Overshooting the mark

SCIP database called into question …

The importance of the environment and human health should be beyond question in these times. In addition to COVID19 , other environmental issues that are of pressing concern to the electronics market, even if they currently seem to have receded into the background, affect the electronics market. As part of the EU Action Plan for the recycling industry adopted in 2015, the revised Waste Framework Directive came into force in July 2018. In this context, the EU has commissioned ECHA to create a SCIP (Substances of Concern in Products) database.

ECHA? Exactly, this organisation was also responsible for the Guide to the REACh Regulation (EG1907/2006) of the EU – and thus for a riot in the industry in May 2017 (!) because: “The Guide 4.0 is not clearly understandable. And – even worse – contains regulations whose implementation is effectively not possible”. This was confirmed by ORGALIME (the umbrella organisation of the European capital goods industry) in note 578 (Appendix 5, Example 2) using the example of a printed circuit board: ‘not feasible’ or ‘not for discussion’. In fact, a closer look at the handling revealed that – if each component of a complex object (e.g. printed circuit board) has to be broken down to its original product level – a separate BOM is necessary for each level. So with three levels, this makes three BOMs or one BOM-BOM-BOM list.

So here’s another one… The EU again commissioned ECHA to create a database with information on articles containing substances of very high concern (SVHCs on the candidate list): Birth of the SCIP database. From 5.1.2021 onwards, companies manufacturing articles containing SVHCs will have to submit information on these articles to the SCIP database. These articles can be produced in the EU or imported from non-EU countries. As importers of articles, component distributors automatically assume the obligations of a manufacturer and thus also the responsibility.

According to a survey of FBDi member companies conducted in advance, they expect very different levels of effort – from negligible to several man-years, regardless of the one-off IT expenditure. The reason for this is that the information provided by manufacturers for more complex assemblies does not reach down to the component level and therefore SVHCs are not correctly indicated. Especially distributors with a higher share of more complex modules in their product portfolio expect a significantly higher workload than estimated by the EU when it decided on the SCIP database.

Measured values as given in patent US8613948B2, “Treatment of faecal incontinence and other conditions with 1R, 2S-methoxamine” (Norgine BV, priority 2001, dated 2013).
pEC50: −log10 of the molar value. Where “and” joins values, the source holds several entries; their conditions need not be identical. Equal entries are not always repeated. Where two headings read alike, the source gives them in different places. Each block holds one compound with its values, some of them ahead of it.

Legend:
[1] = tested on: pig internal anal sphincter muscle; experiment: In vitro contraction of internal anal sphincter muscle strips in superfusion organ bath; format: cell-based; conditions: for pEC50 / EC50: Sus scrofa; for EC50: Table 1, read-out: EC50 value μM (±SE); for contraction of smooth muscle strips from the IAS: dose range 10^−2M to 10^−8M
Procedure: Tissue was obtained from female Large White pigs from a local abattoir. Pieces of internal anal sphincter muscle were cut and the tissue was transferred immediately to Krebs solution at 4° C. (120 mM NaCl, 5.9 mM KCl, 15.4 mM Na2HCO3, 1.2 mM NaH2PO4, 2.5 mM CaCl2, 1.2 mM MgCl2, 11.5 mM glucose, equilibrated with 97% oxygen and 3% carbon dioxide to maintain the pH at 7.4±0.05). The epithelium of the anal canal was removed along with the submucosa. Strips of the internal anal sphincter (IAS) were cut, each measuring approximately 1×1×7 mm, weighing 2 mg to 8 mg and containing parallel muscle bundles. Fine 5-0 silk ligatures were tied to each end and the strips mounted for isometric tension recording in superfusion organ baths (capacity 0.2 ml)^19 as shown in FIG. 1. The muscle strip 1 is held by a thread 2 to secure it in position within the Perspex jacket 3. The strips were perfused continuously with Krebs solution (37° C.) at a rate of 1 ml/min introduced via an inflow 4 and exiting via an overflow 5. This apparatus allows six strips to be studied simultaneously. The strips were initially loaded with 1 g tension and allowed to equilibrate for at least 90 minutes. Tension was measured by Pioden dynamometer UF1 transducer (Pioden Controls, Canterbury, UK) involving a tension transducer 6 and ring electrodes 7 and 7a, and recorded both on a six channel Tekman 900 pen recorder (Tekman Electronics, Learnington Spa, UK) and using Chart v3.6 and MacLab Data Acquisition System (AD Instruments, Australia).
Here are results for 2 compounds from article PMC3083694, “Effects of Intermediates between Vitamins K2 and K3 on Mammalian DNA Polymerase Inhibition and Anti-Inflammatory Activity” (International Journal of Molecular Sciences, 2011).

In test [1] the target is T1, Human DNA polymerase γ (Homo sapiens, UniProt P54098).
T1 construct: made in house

Déjà vu… Again, it’s all about ambiguity and disproportionate effort. This is because the SCIP database requires information that effectively goes beyond what is required by legislation. Also missing is the possibility to link to or copy already registered components and to consider the specification of all variants of an end product as a separate product. The distributors ask themselves: Have the responsible persons of ECHA ever thought about the additional effort and the increasing data volume? Is that necessary?

It is clear that FBDi association supports the EU efforts to protect the internal market from SVHCs. Also, the disposal of not only critical chemical substances is to be made ecological within the framework of the Waste Framework Directive.

Nevertheless, clear doubts remain about the SCIP database – and more: we do not consider its implementation to be feasible, but see its introduction as both critical and questionable. Other associations such as Bitcom, VDMA and ZWEI also rate it as critical and exaggerated. It would be desirable that the current COVID19 pandemic postpones the SCIP project. And it would also be desirable for those responsible to take a closer look at the structure of the database during this period – and to improve it. After all, there is no shame in making improvements and optimising in good time, before immature projects go public.

Author: Andreas Falke, Managing Director, FBDi association

 

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